Hank Paulson, Ben Bernanke, and now President Bush think giving $700 billion to the banks will help save the economy, sparing us all from a huge recession.
I have a better idea: Give the money to me. I can get you that bailout wholesale.
Seriously, why do the banks deserve a second chance to screw this up? They knew full well they couldn't loan money to people with no income and bad credit. How does giving them a free pass on this disaster fix anything?
Economists call this "moral hazard," the risk that failing to punish misdeeds encourages future misbehavior.
I call it common sense. Give these jerks a get-out-of-jail-free card, and we're just asking for trouble. Might be in a few years, might be 10, but we will be in this soup again, and deeper.
Now Congress is talking about giving money straight to the people in trouble, the borrowers who got into too deep and now can't make payments.
Whoa there! I bought a house in 2001. I, too, was astounded when it doubled in price in just a few years. But I knew pretty quick that crazy ride was based on nothing but speculative gas.
More importantly, I could see our cost of living expanding with inflation, taxes were getting crazy, hurricanes in Florida had caused our insurance to spike, and all the while my salary was staying flat. I told my wife, "You know, our house is becoming far too much of our net worth. We should get out."
And we did. I'm not ashamed to say we made some money. Not a shocking amount (the decline had already set in), but here's the key: We bought and sold one house, not five as some of the speculators did.
We made a full 20 percent down payment on a perfectly vanilla, fixed-rate, 30-year loan. And we bought a house in order to actually live in it. Imagine that!
We lived in that house for years, never expecting it to appreciate. We sold it in order to move to another town, where my wife had gotten a new job. Pretty standard stuff. A normal American real estate story, except for the part about it doubling in value in five years.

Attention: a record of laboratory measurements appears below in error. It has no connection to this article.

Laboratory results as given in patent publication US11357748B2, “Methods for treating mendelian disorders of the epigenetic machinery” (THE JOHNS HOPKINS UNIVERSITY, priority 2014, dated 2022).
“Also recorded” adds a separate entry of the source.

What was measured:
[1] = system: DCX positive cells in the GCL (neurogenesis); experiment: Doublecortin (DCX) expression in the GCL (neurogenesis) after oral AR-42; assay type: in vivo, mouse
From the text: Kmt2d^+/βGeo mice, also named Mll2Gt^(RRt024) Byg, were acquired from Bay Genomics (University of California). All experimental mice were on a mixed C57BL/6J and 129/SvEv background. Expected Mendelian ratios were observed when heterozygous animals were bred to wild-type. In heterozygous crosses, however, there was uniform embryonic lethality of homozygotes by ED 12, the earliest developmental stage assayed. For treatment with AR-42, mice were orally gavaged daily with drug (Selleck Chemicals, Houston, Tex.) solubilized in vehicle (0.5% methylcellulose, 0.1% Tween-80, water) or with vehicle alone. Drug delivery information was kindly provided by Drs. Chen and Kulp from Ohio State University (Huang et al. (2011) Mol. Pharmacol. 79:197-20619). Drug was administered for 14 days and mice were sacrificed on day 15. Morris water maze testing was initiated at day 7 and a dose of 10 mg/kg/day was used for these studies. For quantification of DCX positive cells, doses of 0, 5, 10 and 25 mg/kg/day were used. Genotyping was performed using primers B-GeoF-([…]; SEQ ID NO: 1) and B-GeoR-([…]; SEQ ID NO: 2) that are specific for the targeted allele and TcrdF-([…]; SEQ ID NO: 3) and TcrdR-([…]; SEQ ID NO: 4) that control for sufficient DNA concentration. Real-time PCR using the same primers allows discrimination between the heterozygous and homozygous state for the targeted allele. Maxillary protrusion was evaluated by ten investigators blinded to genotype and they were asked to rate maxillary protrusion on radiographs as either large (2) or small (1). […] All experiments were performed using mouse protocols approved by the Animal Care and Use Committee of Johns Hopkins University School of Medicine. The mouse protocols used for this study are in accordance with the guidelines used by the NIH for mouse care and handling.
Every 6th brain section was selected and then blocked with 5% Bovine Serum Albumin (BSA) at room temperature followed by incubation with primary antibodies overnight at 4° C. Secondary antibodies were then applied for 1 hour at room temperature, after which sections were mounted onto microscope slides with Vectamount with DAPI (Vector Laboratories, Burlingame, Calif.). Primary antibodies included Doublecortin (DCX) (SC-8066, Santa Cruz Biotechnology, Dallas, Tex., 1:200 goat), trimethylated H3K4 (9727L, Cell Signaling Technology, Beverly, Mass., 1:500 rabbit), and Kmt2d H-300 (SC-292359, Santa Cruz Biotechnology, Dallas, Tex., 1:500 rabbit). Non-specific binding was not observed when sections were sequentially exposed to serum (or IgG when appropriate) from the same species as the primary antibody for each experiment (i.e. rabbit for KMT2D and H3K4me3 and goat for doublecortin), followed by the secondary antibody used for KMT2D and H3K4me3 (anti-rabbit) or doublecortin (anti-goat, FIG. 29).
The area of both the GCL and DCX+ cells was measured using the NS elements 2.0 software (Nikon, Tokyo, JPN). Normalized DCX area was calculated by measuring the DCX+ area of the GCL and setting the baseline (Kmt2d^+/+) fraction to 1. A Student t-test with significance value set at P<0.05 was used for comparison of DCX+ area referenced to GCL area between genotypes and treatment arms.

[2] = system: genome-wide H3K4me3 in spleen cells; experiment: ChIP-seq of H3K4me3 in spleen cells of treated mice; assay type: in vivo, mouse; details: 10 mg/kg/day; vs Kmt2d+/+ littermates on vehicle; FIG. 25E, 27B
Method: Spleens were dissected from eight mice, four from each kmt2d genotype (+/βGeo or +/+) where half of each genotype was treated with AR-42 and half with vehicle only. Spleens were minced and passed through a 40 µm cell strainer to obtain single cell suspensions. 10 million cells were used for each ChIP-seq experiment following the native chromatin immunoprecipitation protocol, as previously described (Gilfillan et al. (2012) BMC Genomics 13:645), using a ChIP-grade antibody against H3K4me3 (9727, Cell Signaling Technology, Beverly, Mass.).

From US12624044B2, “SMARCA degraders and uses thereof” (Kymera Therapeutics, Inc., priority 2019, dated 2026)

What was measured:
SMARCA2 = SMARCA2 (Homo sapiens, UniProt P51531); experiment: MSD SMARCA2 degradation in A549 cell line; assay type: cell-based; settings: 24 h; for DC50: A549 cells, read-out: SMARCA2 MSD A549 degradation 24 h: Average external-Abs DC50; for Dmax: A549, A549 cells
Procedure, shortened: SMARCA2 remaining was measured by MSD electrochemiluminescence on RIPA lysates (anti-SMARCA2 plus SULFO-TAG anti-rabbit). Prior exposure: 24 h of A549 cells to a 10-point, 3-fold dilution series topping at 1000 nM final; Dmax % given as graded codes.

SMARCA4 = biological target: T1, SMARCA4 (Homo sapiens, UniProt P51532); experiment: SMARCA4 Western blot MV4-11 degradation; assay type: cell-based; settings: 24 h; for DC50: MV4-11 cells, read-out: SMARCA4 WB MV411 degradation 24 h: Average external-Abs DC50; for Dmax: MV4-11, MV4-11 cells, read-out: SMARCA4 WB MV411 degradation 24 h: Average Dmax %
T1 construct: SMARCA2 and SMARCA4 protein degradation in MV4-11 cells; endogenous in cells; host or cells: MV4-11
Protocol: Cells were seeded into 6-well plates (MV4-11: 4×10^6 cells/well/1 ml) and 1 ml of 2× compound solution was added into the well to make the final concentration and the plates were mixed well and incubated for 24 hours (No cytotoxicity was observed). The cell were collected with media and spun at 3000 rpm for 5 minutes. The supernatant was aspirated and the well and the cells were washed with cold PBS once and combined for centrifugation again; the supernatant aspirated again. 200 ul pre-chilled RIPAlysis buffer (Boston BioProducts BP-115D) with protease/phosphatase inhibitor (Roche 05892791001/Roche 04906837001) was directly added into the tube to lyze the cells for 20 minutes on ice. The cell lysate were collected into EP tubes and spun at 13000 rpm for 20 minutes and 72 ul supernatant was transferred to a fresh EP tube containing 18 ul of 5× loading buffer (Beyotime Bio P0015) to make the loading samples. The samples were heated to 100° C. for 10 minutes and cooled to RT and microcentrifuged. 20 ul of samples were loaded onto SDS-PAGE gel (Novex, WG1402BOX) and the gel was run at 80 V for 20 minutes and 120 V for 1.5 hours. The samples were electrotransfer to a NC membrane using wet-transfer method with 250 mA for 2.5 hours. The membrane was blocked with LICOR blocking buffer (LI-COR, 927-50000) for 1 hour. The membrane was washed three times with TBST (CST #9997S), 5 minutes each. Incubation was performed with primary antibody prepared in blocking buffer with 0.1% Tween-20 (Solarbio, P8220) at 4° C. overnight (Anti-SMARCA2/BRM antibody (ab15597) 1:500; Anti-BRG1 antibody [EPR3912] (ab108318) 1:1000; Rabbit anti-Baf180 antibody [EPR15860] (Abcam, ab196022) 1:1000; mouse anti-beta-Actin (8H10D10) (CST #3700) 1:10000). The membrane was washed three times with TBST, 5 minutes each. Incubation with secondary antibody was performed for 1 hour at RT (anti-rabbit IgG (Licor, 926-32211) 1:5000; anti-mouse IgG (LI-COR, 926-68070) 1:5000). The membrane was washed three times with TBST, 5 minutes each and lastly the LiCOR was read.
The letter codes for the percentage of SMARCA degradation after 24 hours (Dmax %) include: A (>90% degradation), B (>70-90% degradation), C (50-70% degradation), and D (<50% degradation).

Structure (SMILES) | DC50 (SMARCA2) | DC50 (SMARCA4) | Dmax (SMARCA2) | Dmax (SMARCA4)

So here's the deal. Don't bail out the banks. Don't give money to home speculators who got in over their heads. Give it to me.
No, not cash. Give me a tax credit, say, $10,000 a year for five years, but only if I buy a house worth at least five times that amount within the next 18 months.
(The Congress did give first-time buyers a $7,500 tax credit recently, but it phases out based on income. Most people in a position to buy a house today make too much and are on their second or third home anyway.)
Do that, and I'm shopping for a $250,000 home knowing that I can make back my hefty down payment over the first five years.
See, people like me are exactly the problem. Too many of us who actually behaved ourselves during the mad rush to make easy money in housing are now gun-shy, sitting on cash and waiting for the moment to buy. Of course, with so many homes coming on the market, there's no incentive to rush. Renting is too easy and too cheap.
I don't relish the pain of others, and I don't expect to see my new house gain value. I'm smart enough to know that homes appreciate normally at, oh, about 1 percent a year.
But I certainly won't be buying a house soon if I know that it will automatically lose value. Who would?
I've got my eye on several nice places, and they all fall pretty much on the median price, around $250,000. The current national inventory is 4.62 million homes, and the median price is a bit less than $250,000. Take the inventory number and multiply it by $50,000.
So, the final bill for my version of the bailout, which we all seem to agree is absolutely necessary, is this: $231 billion over five years. Not a penny to crooked bankers. Not a penny to greedy home flippers.
And if the thousands of potential home buyers like me take this offer, thousands of homes come off the market, putting a floor under the crumbling assets held by all those hurting banks.
Builders back to work, mortgage lenders back to work. We just roll back the clock like it never happened.
Win, win, win. So, to the Congressional reps battling this out on the Hill, just let me know when you can cut the check. I'll call my realtor within the hour.
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